Arizona has sued the federal government to get out from certain provisions of the civil rights era law. It is one of a handful of states, counties and towns that has to get federal approval to enact changes to their voting law.
A national civil rights organization is challenging New Mexico Governor Susana Martinez's efforts to verify whether foreign nationals with driver's licenses actually live in the state. MALDEF has filed a lawsuit claiming the policy is unconstitutional.
Foreign-born drivers have about two weeks to show they live in the state of New Mexico or else their driver's licenses will be canceled. It's all part of an effort by Gov. Susana Martinez to prevent fraud in a system that allows illegal immigrants to legally obtain a license.
The crowd included dairy farm workers, day laborers and nannies waving American flags. The governor argues that the current law invites out of state criminals to obtain the state driver's license fraudulently.
A board of governors still needs to approve the hiring of CJ Karamargin for the public relations position. He served as Giffords’ spokesman since 2007 and handled much of the media inquiries after the January 8 shootings in Tucson.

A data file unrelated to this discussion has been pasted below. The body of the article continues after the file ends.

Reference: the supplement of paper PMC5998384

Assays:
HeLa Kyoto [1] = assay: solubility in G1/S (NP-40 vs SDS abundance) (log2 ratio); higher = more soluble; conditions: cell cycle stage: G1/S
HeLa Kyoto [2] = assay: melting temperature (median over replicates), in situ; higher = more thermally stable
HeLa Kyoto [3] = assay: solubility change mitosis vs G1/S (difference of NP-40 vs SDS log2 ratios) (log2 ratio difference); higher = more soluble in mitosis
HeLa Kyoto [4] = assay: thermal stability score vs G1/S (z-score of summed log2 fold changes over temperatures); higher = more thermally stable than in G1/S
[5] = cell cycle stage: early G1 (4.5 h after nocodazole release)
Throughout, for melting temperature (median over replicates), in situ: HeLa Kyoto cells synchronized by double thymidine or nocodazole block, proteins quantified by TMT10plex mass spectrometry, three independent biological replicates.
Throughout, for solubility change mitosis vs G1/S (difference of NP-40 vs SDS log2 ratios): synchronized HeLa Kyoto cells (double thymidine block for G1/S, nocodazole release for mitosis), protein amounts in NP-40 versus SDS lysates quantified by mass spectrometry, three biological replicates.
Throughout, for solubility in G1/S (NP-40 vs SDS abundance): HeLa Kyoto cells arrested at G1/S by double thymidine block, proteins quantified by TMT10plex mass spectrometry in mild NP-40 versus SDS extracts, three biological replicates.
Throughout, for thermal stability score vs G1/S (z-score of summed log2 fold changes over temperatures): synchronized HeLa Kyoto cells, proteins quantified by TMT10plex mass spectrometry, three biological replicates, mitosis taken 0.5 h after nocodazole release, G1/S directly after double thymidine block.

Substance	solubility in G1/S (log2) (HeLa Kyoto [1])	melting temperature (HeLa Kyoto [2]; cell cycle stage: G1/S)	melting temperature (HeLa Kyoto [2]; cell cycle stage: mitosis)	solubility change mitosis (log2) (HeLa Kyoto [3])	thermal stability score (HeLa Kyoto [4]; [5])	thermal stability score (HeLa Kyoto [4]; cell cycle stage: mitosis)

Enough signatures have been gathered to hold a recall election. Opponents are challenging the signatures, claiming there are irregularities and say the election should not be held.
Undocumented immigrant activists from Arizona, California, Nevada, New Mexico and Utah recently gathered in Las Vegas to learn tools to keep their campaign for the Dream Act alive. Though there is not much hope for passage in the near future, they continue to organize. In the process, they are coming out openly about their undocumented status.
During the recent federal debt ceiling debate in Washington D.C., Tea Party members of Congress have been instrumental in the negotiations towards a deal. George Rodríguez, president of the San Antonio Tea Party, is inviting fellow Latinos to embrace the small government approach.
For years, Arizona's immigration-enforcement charge has been lead by senior lawmakers. But this year, many of the most aggressive immigration bills were crafted by a little known freshman state Senator Steve Smith. Now, he’s spearheading a fundraising campaign to use private donations and inmate labor for a new fence along the U.S.-Mexico border.
The Democratic National Committee's debut political commercial for the 2012 campaign season is in Spanish. It is a response to a Spanish ad put out earlier this week by a Republican leaning group.